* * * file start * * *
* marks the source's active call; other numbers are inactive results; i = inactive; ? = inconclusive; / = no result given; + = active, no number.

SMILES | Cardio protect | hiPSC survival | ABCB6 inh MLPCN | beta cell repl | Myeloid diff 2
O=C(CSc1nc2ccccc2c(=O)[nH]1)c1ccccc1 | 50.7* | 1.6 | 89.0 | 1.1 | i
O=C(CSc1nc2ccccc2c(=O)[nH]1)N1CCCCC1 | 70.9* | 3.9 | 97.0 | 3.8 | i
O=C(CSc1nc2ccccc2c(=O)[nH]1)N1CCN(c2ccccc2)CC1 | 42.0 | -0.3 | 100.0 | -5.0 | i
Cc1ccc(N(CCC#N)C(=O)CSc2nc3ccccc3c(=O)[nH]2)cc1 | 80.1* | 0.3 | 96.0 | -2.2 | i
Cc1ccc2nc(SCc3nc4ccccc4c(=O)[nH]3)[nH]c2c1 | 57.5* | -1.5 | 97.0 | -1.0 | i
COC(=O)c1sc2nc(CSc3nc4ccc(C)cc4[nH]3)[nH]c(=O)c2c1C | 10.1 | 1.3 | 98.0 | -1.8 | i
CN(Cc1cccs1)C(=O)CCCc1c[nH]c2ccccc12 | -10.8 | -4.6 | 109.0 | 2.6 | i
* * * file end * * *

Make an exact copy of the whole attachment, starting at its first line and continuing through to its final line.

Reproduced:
* marks the source's active call; other numbers are inactive results; i = inactive; ? = inconclusive; / = no result given; + = active, no number.

SMILES | Cardio protect | hiPSC survival | ABCB6 inh MLPCN | beta cell repl | Myeloid diff 2
O=C(CSc1nc2ccccc2c(=O)[nH]1)c1ccccc1 | 50.7* | 1.6 | 89.0 | 1.1 | i
O=C(CSc1nc2ccccc2c(=O)[nH]1)N1CCCCC1 | 70.9* | 3.9 | 97.0 | 3.8 | i
O=C(CSc1nc2ccccc2c(=O)[nH]1)N1CCN(c2ccccc2)CC1 | 42.0 | -0.3 | 100.0 | -5.0 | i
Cc1ccc(N(CCC#N)C(=O)CSc2nc3ccccc3c(=O)[nH]2)cc1 | 80.1* | 0.3 | 96.0 | -2.2 | i
Cc1ccc2nc(SCc3nc4ccccc4c(=O)[nH]3)[nH]c2c1 | 57.5* | -1.5 | 97.0 | -1.0 | i
COC(=O)c1sc2nc(CSc3nc4ccc(C)cc4[nH]3)[nH]c(=O)c2c1C | 10.1 | 1.3 | 98.0 | -1.8 | i
CN(Cc1cccs1)C(=O)CCCc1c[nH]c2ccccc12 | -10.8 | -4.6 | 109.0 | 2.6 | i